Old Spice Logo
Old Spice is an American marque of male hygiene products, owned by Procter Gamble. It is primarily related to shaving foam, post-shave means, deodorants, shampoos and shower gels. The brand appeared in 1938 as Early American Old Spice, influenced by the British thirteen colonies’ mood.
Meaning and history
Early American Old Spice was introduced in the 1930s as an aroma for women. It was manufactured by Shulton Company, specializing in hygiene goods making. After the female aroma’s success, Shulton Company had decided to develop a male variant of the Old Spice in 1938, focused on shaving means. While founding Old Spice brands, William Schultz, the Shulton’s founder, was curious about the mood of the 18th century British America. He had made his brands with this mood, using some notable attributes of the age in marketing materials a ship, for example. Moreover, the widely recognized as a man’s transport, as it’s hard to imagine a woman as a sailor.
This colonial concept also influenced the naming Old Spice was called so due to the fact that centuries ago spices were afforded only by rich people, and this catchy spice scent accompanied them everywhere, highlighting their status, just like the scent of Old Spice.
The Old Spice product line had been operating under Shulton’s establishment until 1990, when Procter Gamble acquired the marque. A bit later, P&B introduced various male hygiene goods marqued Old Spice: deodorants, soaps, shampoos, and gels. All this allowed the brand to become the top men products’ marque in the US and Europe.
What is Old Spice?
Old Spice is an international brand of male selfcare products, involving deodorants, shaving foams, shampoos and shower gels. It appeared in 1938 thanks to Shulton Company, and now manufactured by Procter Gamble.
1938 – 1947
The original Early American Old Spice logotype had been using a black nameplate, written in two fonts: the ‘Early American’ part used a capitalized serif typeface with tiny gaps between the characters, while the ‘Old Spice’ portion employed a handwritten script with numerous curls and decorative lines. The whole nameplate was placed inside an ornamental frame with many rounds.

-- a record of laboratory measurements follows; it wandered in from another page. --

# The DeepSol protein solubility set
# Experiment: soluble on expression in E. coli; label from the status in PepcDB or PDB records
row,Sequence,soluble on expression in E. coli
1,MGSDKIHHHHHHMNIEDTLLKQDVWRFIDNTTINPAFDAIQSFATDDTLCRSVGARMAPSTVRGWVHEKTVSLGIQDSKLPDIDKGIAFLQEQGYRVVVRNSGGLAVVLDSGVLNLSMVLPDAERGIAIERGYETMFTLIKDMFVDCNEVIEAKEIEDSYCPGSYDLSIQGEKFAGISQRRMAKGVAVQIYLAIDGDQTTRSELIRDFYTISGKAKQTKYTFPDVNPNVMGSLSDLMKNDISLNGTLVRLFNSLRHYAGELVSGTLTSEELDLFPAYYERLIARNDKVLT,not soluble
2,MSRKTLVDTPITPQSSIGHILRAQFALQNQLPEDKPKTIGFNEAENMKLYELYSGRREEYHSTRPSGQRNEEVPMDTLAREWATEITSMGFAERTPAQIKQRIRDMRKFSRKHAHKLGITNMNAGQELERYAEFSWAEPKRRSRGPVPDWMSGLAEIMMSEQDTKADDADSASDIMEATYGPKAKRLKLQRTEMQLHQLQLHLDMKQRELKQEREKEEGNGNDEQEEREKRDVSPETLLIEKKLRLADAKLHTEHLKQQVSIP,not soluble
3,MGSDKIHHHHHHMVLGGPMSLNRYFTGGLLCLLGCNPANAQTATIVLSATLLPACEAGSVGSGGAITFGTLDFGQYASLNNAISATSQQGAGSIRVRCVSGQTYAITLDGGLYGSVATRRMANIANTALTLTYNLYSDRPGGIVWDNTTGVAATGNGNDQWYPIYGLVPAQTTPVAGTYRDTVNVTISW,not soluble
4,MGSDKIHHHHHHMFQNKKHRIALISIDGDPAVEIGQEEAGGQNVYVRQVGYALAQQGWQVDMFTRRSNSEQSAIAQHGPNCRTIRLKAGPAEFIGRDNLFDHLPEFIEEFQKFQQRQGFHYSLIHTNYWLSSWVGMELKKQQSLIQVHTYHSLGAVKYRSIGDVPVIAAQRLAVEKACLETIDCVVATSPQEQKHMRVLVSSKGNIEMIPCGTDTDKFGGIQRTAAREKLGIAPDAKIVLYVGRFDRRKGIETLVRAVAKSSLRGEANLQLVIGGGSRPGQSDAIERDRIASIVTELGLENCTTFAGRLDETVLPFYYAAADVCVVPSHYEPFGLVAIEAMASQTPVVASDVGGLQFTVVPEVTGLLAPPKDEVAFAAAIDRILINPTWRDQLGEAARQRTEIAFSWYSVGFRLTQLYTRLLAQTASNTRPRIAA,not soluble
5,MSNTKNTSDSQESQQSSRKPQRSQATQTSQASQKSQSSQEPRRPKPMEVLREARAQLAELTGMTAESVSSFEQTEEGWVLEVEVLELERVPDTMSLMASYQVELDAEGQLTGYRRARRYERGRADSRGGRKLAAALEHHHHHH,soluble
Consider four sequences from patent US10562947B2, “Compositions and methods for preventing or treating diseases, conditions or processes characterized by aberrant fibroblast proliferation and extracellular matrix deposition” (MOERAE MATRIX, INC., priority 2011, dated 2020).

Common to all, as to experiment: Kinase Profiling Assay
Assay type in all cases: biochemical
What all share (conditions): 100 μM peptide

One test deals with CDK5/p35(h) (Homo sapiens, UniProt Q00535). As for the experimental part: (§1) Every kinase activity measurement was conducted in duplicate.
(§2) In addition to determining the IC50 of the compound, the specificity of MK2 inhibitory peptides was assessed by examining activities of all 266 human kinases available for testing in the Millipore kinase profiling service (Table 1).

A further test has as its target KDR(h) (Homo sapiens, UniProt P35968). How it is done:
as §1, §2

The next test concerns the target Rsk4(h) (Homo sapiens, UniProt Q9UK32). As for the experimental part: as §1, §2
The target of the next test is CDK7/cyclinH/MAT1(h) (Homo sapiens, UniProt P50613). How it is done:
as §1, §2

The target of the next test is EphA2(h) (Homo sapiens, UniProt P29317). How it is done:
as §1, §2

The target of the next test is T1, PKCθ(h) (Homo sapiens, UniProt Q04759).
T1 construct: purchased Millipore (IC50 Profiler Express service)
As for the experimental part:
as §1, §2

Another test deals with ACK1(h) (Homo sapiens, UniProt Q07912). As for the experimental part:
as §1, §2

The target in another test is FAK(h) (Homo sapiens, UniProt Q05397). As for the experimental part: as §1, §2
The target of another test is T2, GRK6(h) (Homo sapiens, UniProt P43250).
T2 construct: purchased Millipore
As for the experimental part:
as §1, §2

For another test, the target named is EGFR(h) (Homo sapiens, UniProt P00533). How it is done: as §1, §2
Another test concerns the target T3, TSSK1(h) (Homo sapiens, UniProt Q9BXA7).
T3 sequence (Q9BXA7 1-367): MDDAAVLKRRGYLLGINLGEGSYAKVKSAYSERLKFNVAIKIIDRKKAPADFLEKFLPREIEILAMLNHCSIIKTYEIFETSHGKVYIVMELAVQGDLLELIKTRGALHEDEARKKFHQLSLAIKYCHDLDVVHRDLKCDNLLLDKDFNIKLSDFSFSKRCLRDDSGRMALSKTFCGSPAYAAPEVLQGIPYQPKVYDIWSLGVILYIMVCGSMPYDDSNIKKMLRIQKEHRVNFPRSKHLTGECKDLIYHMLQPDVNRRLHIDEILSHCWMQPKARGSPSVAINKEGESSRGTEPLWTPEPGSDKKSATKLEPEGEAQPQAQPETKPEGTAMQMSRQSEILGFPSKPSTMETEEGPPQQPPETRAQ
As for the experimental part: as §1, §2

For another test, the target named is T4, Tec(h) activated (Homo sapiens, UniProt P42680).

1947 – 1955
Then, they had removed the frame and recolored the ‘Old Spice’ inscription red. The ‘Early American’ lettering, remaining black, was placed above the red part, and it was written in a straight line instead of rounded as in the 1938 version.
1955 – 1996
The ‘Early American’ wording was completely written out of the signature in the 1955 logotype. At the same time, the ‘Old Spice’ lettering got a fresh style. The cursive characters became less rounded, and there weren’t that many decorative lines. The ‘p’ character completely changed its appearance, closing its spiral section.
1996 – 2004
In 1996, shortly after the change of management, Old Spice renovated its logotype, refreshing the lettering’s typeface.
2004 – today
For some time in the 2000s, the brand used a signature, in which the white name stands over a large red rectangle. The characters barely differed from the 1996 inscription. They were a bit flattened, and made volumetric due to a small contour surrounding each symbol. Above the name, they put a small ship with three sails, placed over a flag or some another signature, colored one half blue, one half red. Each part was contoured gray.
2010 – today
The latter nameplate has the same typeface as in 1996. Above the name, they’ve placed an image of a small ship having numerous sails and a large mast.
The ongoing typeface for the Old Spice wordmark follows the traditions of the brand identity. It has a handwritten style, as previously, but the letters don’t have most of the decorative lines and curls. Some character changed completely. For example, the ‘s’ formerly had a very bold main bar with extra thin upper and lower ends, while now it has a more balanced appearance.
The immutable color of the brand is bright and dark red. It associates rage, courage, and power. There are other color codes used in specific cases.